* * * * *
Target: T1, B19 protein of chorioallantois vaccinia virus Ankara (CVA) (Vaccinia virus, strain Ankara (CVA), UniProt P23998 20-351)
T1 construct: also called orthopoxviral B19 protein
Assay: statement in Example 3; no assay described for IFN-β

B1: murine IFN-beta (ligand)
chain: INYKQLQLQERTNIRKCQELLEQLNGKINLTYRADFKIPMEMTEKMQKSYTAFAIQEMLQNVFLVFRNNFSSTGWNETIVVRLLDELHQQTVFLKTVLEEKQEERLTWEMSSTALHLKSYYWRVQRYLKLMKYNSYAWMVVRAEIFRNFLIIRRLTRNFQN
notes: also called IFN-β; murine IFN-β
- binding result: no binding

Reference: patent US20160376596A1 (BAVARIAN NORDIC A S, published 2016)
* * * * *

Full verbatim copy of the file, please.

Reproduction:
Target: T1, B19 protein of chorioallantois vaccinia virus Ankara (CVA) (Vaccinia virus, strain Ankara (CVA), UniProt P23998 20-351)
T1 construct: also called orthopoxviral B19 protein
Assay: statement in Example 3; no assay described for IFN-β

B1: murine IFN-beta (ligand)
chain: INYKQLQLQERTNIRKCQELLEQLNGKINLTYRADFKIPMEMTEKMQKSYTAFAIQEMLQNVFLVFRNNFSSTGWNETIVVRLLDELHQQTVFLKTVLEEKQEERLTWEMSSTALHLKSYYWRVQRYLKLMKYNSYAWMVVRAEIFRNFLIIRRLTRNFQN
notes: also called IFN-β; murine IFN-β
- binding result: no binding

Reference: patent US20160376596A1 (BAVARIAN NORDIC A S, published 2016)